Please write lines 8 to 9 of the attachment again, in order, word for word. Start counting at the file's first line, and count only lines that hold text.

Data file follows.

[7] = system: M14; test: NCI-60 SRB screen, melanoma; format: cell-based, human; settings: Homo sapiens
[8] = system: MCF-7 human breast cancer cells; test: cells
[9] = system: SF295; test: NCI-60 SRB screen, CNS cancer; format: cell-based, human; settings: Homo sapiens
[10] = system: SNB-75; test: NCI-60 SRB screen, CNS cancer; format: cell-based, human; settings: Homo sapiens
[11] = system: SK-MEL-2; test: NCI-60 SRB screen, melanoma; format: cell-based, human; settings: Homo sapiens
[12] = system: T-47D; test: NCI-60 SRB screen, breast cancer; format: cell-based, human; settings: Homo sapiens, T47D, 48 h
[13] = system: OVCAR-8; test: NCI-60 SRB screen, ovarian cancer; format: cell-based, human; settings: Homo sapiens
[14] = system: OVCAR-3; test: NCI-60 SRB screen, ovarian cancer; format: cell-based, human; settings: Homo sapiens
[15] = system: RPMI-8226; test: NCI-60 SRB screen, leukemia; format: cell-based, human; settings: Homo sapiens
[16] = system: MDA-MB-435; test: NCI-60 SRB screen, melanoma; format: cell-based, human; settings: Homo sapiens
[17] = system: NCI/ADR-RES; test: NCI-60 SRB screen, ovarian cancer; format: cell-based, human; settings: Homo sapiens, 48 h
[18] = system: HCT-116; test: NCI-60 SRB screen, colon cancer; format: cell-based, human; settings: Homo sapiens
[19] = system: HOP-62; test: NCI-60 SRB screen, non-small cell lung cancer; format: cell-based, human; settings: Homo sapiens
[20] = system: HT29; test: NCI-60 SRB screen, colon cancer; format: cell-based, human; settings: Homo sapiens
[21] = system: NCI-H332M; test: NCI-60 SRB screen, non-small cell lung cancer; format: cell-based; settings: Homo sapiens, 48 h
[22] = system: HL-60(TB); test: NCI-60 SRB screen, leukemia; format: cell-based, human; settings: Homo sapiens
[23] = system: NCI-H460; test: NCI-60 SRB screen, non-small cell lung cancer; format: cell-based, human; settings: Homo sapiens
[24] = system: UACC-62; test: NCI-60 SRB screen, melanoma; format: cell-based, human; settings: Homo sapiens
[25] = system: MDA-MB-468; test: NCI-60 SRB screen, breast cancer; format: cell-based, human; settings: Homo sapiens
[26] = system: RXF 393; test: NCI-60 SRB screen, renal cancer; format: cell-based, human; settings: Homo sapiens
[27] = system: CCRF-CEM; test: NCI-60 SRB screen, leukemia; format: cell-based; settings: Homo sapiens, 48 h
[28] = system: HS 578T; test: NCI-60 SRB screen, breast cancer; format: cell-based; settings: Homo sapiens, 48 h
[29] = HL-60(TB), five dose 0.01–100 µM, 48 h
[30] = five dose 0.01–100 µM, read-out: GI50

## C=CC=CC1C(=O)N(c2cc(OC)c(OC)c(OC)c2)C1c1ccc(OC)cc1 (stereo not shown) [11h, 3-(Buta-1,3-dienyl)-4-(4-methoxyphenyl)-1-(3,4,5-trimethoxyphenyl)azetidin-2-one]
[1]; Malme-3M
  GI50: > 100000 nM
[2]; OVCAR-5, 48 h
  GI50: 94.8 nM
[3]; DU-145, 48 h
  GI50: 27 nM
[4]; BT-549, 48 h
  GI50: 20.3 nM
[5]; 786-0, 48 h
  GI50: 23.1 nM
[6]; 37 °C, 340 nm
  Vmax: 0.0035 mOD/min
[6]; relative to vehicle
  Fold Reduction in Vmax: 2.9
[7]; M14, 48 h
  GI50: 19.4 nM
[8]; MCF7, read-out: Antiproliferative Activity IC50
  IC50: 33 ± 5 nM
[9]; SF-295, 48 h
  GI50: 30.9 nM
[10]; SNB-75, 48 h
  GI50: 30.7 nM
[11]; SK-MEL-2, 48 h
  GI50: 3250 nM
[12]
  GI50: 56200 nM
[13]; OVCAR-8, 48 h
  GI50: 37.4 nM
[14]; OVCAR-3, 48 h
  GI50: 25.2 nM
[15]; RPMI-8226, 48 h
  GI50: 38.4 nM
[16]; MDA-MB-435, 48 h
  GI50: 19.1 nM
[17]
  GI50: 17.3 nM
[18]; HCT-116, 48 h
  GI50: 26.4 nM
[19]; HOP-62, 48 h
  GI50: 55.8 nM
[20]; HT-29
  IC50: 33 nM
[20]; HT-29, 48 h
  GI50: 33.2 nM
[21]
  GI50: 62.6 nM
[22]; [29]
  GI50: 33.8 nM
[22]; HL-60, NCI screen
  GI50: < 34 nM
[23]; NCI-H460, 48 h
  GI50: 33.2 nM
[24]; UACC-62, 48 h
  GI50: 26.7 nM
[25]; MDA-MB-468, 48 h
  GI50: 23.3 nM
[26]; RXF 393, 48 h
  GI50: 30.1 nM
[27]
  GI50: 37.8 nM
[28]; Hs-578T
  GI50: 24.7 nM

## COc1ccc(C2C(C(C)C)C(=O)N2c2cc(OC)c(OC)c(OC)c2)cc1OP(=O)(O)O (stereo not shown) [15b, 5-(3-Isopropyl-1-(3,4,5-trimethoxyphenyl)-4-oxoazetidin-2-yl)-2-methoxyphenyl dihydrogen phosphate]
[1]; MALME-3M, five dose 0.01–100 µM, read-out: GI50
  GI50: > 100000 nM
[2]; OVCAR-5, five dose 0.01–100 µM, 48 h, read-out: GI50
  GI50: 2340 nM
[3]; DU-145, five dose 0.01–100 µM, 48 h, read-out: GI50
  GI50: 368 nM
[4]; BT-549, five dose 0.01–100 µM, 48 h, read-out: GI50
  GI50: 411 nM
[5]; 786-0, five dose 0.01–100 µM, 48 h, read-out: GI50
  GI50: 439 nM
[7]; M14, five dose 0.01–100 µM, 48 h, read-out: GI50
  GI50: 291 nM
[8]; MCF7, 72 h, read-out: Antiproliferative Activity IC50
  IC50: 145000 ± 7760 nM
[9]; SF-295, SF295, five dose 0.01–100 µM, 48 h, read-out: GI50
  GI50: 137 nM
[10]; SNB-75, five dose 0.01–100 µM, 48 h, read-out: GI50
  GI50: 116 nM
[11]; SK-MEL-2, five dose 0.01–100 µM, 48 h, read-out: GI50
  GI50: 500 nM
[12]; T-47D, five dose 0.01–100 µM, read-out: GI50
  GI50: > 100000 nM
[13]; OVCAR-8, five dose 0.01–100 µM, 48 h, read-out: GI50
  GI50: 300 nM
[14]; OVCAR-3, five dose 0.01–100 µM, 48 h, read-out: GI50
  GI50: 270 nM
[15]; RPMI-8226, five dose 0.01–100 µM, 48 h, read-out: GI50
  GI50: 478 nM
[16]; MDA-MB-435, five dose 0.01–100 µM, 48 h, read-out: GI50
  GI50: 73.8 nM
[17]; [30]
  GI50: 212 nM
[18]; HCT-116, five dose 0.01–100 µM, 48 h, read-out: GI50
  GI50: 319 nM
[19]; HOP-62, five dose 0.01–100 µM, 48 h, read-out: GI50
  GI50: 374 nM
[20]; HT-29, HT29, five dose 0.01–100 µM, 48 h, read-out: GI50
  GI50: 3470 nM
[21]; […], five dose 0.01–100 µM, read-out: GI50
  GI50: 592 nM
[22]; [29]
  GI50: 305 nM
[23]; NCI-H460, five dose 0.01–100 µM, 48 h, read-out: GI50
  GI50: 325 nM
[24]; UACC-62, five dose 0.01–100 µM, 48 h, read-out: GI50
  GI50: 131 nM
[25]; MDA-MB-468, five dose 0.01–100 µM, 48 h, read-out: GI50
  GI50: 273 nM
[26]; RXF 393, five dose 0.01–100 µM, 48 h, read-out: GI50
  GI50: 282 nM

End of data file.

[14] = system: OVCAR-3; test: NCI-60 SRB screen, ovarian cancer; format: cell-based, human; settings: Homo sapiens
[15] = system: RPMI-8226; test: NCI-60 SRB screen, leukemia; format: cell-based, human; settings: Homo sapiens